Indonesian earthquake kills 7 people on Java, no risk of Bali tsunami

Malang, Indonesia — The strong earthquake killed at least 7 people, injured 12 people, damaged more than 300 buildings on the main island of Indonesia, Java, and shook Bali’s attractions, officials said Saturday. No tsunami warning has been issued.

According to the United States Geological Survey, a magnitude 6.0 quake occurred on the south coast of the island at 2:00 pm local time (0700 GMT). It was located in the center of the town of Sambapkun in the Malang district of East Java, 45 kilometers (28 miles) south, and 82 kilometers (51 miles) deep.

In a statement, Ramat Triyono, head of the Indonesian Earthquake and Tsunami Center, said seafloor tremors could not cause a tsunami. Still, he urged people to stay away from potentially landslide soil and rocky slopes.

This is the second hit Indonesia this week after a heavy rain on Sunday caused by a tropical cyclone, killing at least 174 people, leaving 48 missing and damaging thousands of homes. It was a fatal disaster. Some victims were buried in landslides and solidified lava during the November volcanic eruption, while others were washed away by flash floods.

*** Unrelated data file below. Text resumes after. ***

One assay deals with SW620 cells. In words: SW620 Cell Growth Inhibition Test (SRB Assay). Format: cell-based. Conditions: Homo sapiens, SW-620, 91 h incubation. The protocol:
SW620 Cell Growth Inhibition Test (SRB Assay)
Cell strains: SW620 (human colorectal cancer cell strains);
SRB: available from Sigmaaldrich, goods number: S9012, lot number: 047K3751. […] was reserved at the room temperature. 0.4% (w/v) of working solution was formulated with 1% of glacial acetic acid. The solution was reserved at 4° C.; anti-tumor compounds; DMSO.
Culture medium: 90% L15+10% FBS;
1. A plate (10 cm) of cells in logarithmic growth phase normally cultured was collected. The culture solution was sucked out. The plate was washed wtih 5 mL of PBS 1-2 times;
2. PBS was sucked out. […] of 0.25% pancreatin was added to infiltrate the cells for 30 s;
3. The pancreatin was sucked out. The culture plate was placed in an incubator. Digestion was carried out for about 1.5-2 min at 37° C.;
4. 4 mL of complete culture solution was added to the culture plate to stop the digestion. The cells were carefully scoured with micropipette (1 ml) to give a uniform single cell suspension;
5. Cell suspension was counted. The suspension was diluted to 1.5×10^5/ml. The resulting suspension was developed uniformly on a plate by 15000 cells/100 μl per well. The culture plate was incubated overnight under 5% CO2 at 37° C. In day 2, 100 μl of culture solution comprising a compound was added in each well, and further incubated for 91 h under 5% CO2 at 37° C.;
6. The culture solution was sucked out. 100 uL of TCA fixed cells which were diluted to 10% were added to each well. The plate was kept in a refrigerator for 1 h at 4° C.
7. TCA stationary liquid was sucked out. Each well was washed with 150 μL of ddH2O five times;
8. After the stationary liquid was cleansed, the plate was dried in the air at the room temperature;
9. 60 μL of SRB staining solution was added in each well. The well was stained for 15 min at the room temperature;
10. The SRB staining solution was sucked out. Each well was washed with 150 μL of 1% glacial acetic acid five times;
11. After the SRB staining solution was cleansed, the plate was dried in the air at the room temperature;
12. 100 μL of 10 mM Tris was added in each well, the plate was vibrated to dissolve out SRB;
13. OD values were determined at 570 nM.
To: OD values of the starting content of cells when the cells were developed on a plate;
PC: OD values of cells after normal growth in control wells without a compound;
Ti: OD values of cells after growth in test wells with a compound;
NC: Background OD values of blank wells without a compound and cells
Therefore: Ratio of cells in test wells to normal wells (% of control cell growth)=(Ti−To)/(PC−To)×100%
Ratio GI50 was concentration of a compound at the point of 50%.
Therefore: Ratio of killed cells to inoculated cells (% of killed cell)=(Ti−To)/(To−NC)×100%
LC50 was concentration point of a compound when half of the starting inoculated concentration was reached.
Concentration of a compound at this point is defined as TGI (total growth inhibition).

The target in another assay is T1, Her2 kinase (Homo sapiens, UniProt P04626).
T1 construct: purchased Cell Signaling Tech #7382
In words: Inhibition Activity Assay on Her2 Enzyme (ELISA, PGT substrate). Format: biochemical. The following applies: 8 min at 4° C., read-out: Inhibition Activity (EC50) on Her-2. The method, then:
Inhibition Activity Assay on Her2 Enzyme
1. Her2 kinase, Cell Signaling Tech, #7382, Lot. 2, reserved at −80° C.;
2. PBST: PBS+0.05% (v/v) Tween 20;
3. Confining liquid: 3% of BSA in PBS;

A spokesman for the National Disaster Management Agency, Raditia Jati, said the earthquake on Saturday killed a woman on a motorcycle after a rock fell and seriously injured her husband in the Lumajang district of East Java.

He said dozens of homes were damaged throughout the district and rescuers recovered two from under the rubble of the village of Kaliulin. Two people were also confirmed killed in the areas adjacent to the Lumajan and Malang districts, and one was found dead under rubble in Malang.

According to television reports, some people are panicking from shopping malls and buildings in some cities in East Java.

The Indonesian search and rescue agency has released videos and photos of damaged houses and buildings, such as the ceiling of a hospital in the city of Blitar, which is adjacent to Malang. Authorities were still collecting full information on casualties and damage in the affected areas.

Indonesia, a vast archipelago of 270 million people, is frequently hit by earthquakes, volcanic eruptions and tsunamis because it is located in the “Ring of Fire”, an arc of volcanoes and fault lines in the Pacific Basin. ..

In January, a magnitude 6.2 earthquake struck the Mamuju and Majene districts of West Sulawesi, killing at least 105 people, injuring nearly 6,500 and evacuating more than 92,000.

Agus Basukki